© 2024 WOSU Public Media
Play Live Radio
Next Up:
0:00 0:00
Available On Air Stations

Environmentalists Blasts New Ohio Energy Bill

The entrance to Energy Harbor's Davis-Besse Nuclear Power Station in Oak Harbor, Ohio.
Ron Schwane
Associated Press
The entrance to FirstEnergy Corp.'s Davis-Besse Nuclear Power Station in Oak Harbor, Ohio.

Environmental advocates say the Senate’s new energy plan is taking Ohio in the wrong direction when it comes to emerging energy sources and innovations. That plan would likely bail out two nuclear power plants through new charges on electric bills.

The latest proposal would create a new 85 cent fee on monthly electric bills, with most of the money going to nuclear. It also subsidizes coal plants through a $1.50 fee.

To offset the cost to ratepayers, Republican lawmakers want to weaken renewable energy requirements and get rid of energy efficiency programs.

Dan Sawmiller with the Natural Resources Defense Council, says the plan boils down to four major steps.

“It’s a nuclear bailout, a coal bailout, a reduction in incentives for new renewable energy projects that’s driving new economic development in the state, and a complete elimination ofour energy efficiency program in the state which is driving new economic activity in the state of Ohio," he said. "So it certainly seems to be a step backwards.”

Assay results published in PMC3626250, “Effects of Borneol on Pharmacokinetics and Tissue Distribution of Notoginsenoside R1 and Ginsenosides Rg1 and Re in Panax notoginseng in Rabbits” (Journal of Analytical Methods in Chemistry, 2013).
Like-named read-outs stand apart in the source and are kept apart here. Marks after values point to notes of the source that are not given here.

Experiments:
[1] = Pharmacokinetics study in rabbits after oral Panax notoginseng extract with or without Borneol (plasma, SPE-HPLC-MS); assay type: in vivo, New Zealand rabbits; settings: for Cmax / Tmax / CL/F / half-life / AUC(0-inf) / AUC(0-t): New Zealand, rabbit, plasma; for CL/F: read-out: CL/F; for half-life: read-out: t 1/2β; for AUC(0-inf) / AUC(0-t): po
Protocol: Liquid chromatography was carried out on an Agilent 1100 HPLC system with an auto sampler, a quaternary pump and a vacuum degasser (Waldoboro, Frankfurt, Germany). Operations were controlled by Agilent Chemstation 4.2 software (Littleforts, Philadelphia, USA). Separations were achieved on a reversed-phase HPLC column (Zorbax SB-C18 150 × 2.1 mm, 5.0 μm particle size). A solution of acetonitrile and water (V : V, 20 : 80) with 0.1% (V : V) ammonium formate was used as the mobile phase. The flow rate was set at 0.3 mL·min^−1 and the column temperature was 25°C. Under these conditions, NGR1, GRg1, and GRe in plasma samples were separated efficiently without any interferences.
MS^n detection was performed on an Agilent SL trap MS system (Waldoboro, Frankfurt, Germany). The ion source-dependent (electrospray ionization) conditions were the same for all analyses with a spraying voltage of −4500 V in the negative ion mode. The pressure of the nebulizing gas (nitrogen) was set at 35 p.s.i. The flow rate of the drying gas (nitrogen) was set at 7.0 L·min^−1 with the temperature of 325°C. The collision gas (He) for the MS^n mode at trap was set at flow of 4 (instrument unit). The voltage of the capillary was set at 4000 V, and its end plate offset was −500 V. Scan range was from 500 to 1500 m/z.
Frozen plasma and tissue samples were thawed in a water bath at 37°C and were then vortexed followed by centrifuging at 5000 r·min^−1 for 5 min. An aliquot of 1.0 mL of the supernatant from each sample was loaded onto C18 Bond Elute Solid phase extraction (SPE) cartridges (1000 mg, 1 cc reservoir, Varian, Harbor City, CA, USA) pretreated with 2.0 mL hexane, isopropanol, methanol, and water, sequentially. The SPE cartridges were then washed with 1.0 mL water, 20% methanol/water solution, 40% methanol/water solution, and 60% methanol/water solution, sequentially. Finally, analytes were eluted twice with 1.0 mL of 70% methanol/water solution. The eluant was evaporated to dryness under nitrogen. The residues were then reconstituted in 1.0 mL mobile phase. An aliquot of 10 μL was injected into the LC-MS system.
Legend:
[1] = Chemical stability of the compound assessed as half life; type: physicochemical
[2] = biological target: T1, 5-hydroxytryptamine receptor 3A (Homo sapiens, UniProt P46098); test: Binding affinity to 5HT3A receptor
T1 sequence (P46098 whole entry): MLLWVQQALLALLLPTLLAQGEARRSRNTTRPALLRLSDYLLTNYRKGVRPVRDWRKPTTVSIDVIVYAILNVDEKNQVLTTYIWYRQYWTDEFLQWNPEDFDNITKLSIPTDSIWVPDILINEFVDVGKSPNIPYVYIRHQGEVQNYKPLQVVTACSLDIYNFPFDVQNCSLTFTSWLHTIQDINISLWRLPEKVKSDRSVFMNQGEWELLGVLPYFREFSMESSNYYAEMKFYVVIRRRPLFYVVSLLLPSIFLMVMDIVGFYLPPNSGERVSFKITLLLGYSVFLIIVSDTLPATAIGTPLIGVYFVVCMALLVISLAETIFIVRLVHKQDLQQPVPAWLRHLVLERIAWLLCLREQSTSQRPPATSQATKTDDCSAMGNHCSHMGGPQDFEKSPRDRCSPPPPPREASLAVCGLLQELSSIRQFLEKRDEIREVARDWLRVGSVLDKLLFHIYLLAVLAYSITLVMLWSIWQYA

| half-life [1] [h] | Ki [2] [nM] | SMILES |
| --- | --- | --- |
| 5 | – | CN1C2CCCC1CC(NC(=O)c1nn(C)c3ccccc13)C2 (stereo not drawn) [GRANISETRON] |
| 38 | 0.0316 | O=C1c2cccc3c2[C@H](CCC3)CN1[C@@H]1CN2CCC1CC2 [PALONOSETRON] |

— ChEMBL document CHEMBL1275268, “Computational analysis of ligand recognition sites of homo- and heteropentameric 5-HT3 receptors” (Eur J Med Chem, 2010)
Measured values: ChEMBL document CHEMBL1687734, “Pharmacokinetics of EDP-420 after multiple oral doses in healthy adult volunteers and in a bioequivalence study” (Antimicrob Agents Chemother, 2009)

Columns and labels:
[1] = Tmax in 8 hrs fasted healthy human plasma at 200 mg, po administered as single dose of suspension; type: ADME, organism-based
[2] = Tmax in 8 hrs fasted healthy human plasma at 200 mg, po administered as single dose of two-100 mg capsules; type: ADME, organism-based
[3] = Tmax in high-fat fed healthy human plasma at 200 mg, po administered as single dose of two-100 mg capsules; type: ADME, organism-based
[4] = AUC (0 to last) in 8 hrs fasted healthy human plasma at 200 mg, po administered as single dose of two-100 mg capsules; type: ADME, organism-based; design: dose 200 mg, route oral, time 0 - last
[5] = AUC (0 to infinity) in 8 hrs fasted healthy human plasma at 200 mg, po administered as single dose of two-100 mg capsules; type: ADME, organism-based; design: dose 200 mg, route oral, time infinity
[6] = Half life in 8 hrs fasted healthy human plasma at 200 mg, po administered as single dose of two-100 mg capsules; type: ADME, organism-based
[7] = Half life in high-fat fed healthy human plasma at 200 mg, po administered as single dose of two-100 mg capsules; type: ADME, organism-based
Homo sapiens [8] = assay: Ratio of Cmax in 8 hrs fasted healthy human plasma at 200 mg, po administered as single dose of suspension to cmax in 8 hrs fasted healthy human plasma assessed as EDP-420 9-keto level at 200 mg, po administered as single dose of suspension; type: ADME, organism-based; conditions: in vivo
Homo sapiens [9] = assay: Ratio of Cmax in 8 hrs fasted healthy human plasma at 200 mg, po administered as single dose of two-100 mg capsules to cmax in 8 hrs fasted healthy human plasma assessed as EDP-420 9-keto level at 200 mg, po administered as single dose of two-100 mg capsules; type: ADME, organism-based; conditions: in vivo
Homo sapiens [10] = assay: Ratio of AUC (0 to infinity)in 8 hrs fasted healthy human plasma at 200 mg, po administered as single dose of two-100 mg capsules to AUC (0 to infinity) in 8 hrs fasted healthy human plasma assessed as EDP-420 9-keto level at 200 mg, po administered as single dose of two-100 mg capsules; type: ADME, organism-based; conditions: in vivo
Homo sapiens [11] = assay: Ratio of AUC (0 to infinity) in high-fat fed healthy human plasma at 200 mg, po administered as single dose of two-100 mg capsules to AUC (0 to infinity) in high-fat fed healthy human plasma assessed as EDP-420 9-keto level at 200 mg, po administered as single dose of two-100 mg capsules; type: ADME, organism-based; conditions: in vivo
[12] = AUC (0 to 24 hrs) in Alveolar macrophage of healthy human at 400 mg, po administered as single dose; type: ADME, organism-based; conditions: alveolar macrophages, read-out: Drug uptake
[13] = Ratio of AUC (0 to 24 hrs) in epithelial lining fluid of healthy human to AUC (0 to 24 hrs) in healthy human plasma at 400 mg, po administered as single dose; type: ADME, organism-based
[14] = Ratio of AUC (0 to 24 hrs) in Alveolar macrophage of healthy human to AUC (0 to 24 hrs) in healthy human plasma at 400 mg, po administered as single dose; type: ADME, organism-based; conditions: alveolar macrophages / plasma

The proposal also subsidizes a pair OVEC coal plants through a charge of no more than $1.50 a month for a residential ratepayer. OVEC has two coal plants Kyger Creek in Gallia County and Clifty Creek in Madison, Indiana. The plants were built in the 1950s.

“To take money away from incentives to build new industry, new renewable energy and to pursue energy efficiency in this state and divert it to coal plants that are already greater than 60-years-old just seems to be a real step backwards for this state,” Sawmiller said.

The bill could receive a full Senate vote later this week.

Andy Chow is a general assignment state government reporter who focuses on environmental, energy, agriculture, and education-related issues. He started his journalism career as an associate producer with ABC 6/FOX 28 in Columbus before becoming a producer with WBNS 10TV.